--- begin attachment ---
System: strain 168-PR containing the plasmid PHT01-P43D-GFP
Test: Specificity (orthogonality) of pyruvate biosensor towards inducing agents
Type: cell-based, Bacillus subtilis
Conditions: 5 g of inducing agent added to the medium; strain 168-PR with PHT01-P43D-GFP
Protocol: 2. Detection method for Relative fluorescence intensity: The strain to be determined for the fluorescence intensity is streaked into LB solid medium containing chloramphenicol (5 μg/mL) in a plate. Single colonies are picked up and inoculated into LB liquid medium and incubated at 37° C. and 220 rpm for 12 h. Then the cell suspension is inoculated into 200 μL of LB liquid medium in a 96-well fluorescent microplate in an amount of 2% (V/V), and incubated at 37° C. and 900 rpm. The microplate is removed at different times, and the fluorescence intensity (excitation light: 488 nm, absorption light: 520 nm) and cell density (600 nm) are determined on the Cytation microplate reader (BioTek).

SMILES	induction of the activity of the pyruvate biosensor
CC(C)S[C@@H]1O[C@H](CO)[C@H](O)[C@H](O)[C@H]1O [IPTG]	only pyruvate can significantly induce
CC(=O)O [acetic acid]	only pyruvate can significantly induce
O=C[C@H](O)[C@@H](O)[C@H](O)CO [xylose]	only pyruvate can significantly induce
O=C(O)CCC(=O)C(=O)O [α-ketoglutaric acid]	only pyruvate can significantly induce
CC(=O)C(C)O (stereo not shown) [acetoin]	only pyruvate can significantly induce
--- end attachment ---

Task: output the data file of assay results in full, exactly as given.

System: strain 168-PR containing the plasmid PHT01-P43D-GFP
Test: Specificity (orthogonality) of pyruvate biosensor towards inducing agents
Type: cell-based, Bacillus subtilis
Conditions: 5 g of inducing agent added to the medium; strain 168-PR with PHT01-P43D-GFP
Protocol: 2. Detection method for Relative fluorescence intensity: The strain to be determined for the fluorescence intensity is streaked into LB solid medium containing chloramphenicol (5 μg/mL) in a plate. Single colonies are picked up and inoculated into LB liquid medium and incubated at 37° C. and 220 rpm for 12 h. Then the cell suspension is inoculated into 200 μL of LB liquid medium in a 96-well fluorescent microplate in an amount of 2% (V/V), and incubated at 37° C. and 900 rpm. The microplate is removed at different times, and the fluorescence intensity (excitation light: 488 nm, absorption light: 520 nm) and cell density (600 nm) are determined on the Cytation microplate reader (BioTek).

SMILES	induction of the activity of the pyruvate biosensor
CC(C)S[C@@H]1O[C@H](CO)[C@H](O)[C@H](O)[C@H]1O [IPTG]	only pyruvate can significantly induce
CC(=O)O [acetic acid]	only pyruvate can significantly induce
O=C[C@H](O)[C@@H](O)[C@H](O)CO [xylose]	only pyruvate can significantly induce
O=C(O)CCC(=O)C(=O)O [α-ketoglutaric acid]	only pyruvate can significantly induce
CC(=O)C(C)O (stereo not shown) [acetoin]	only pyruvate can significantly induce